My name is ***, and I'm a ** year old Canadian, and I have been doing research on my geneology. I have a few questions as I believe I may have descended from this group. My great-grandmother was named I*** McFadden, and she was either born in Scotland and immigrated to Victoria County, Ontario, quite young; or was born to recent Scottish immigrants already in Ontario. She was born in the late 19th century. My question is mainly focused on how I find out what clan I am connected to. So far, my research has told me that the name McFadden, and its variants, are connected to the Maclaine Clan. Does my grandmother having this surname mean I am connected to this clan as well? If I have made a mistake, what are the best resources for finding out more about the different clans and which one I may belong to?
You ask about the McFaddens... or as the surname was originally spelt – Macphaiden.
The MacFadyens (MacFaddens) are officially a “sept” of Clan Maclaine of Lochbuie. Their roots prior to the 1300’s were in Ireland. In the early 1300’s they migrated to the west coast of Scotland and for a short time acted as mercenaries to the MacDougall chief who lived in Argyll. Sometime between 1330 and 1350 they relocated to the island of Mull and to the Lochbuie area in particular.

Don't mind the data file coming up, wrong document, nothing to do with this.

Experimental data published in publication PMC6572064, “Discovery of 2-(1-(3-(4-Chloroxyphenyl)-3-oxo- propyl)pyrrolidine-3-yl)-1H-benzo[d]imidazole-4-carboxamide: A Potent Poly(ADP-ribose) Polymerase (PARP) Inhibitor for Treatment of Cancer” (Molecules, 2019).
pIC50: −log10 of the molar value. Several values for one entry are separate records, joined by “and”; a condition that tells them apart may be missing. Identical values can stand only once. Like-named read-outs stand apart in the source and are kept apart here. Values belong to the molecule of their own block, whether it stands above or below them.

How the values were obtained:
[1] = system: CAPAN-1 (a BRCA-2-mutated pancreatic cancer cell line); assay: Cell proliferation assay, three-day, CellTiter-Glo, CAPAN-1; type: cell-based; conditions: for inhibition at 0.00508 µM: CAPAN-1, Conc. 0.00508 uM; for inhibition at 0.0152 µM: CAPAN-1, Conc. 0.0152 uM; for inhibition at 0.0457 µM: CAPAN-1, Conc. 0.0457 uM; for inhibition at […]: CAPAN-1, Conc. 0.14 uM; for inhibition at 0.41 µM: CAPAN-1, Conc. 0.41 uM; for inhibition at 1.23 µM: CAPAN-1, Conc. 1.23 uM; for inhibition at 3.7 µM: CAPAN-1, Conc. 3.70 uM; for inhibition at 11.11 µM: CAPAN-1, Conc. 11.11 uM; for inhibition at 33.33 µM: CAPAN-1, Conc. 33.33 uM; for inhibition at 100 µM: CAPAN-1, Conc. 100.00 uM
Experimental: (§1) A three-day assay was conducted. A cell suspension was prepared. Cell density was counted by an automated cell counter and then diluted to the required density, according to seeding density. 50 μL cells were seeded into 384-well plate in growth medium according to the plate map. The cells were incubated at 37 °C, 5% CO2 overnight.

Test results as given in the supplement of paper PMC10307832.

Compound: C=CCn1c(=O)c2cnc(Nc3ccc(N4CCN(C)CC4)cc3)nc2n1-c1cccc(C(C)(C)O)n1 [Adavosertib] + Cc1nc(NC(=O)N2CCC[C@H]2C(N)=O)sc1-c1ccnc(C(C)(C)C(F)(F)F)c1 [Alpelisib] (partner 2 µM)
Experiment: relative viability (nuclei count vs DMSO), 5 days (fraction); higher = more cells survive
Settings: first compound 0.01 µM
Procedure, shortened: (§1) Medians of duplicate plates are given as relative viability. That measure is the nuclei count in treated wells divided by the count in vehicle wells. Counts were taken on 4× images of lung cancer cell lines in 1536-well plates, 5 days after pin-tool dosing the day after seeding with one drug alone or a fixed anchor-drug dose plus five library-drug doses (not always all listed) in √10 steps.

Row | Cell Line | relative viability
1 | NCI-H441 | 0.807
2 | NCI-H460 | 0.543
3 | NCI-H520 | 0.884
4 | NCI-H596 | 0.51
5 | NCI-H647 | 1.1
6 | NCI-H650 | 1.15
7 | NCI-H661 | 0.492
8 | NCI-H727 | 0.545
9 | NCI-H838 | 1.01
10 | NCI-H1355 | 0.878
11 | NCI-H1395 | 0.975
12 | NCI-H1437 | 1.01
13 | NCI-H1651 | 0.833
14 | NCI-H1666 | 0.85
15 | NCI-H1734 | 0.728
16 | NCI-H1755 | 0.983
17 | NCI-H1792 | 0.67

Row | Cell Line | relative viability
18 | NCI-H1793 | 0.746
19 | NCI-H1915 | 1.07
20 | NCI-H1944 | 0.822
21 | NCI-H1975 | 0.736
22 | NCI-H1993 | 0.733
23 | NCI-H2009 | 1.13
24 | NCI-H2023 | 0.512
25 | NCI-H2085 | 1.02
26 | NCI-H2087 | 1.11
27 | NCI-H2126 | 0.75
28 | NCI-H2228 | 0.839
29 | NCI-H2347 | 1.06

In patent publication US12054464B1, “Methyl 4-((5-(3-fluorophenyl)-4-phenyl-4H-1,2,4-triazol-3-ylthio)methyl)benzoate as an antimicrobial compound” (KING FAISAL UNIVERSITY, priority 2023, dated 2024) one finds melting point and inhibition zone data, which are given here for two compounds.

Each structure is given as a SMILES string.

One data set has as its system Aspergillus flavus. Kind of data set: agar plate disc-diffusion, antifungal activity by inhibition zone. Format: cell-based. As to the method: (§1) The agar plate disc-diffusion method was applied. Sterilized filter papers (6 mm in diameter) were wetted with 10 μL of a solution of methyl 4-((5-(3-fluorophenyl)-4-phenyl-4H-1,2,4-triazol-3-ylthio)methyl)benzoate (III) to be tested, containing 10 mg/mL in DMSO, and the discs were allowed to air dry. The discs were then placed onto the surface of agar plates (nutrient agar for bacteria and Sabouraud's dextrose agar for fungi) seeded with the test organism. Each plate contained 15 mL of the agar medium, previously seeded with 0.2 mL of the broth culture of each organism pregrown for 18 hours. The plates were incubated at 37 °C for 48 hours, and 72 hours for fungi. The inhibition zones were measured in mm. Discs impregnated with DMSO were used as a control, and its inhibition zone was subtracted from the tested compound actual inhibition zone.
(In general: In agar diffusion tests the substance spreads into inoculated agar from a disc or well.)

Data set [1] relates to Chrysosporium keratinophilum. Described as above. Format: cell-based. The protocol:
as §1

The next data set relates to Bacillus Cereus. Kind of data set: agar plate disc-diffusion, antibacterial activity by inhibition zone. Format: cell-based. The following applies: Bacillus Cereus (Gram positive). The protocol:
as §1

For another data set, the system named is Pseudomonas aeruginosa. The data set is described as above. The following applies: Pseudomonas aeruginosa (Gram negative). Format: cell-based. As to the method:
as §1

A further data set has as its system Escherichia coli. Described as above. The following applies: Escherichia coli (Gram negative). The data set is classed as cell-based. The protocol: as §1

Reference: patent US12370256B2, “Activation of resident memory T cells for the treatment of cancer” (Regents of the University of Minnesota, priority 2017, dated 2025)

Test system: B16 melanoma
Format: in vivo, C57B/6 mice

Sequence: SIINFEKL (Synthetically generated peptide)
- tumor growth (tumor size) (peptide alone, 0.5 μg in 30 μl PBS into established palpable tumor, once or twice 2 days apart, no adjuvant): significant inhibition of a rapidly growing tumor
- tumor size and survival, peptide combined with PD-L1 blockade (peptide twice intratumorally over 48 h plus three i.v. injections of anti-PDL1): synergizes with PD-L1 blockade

In 1360 Hector Maclean was given vast swathes of land in Argyllshire and the nearby islands, including Mull, by the then Lord of the Isles (MacDonald). Hector chose Lochbuie as his preferred area of residence and became known as Hector Maclean of Lochbuie - the 1st Lochbuie chief.
At this time, the then MacFadyen chief and his followers were living in the Lochbuie area, but when “confronted” by the new owner of the region, submitted to Hector Maclean, and the MacFadyens have since that time been considered as the senior sept of the Lochbuie clan. A number of the clan’s current senior office bearers are MacFadyen cadets (especially those with the Patton spelling).
Via you grandmother – or any blood connection – you are indeed connected to the Clan Maclaine of Lochbuie. As you can imagine, back in the 1300’s, 1400’s and 1500’s our ancestors were forever marrying one another, hence the ties of clanship are still preserved today. As you probably know – the word “clan” means “family”.
Just as an aside, I would guess I have seen probably 40 different ways of spelling MacFadyen or MacFadden or Patton or etc, etc. I have also added a document about the MacFaddens which you might find interesting, which you can view by clicking here.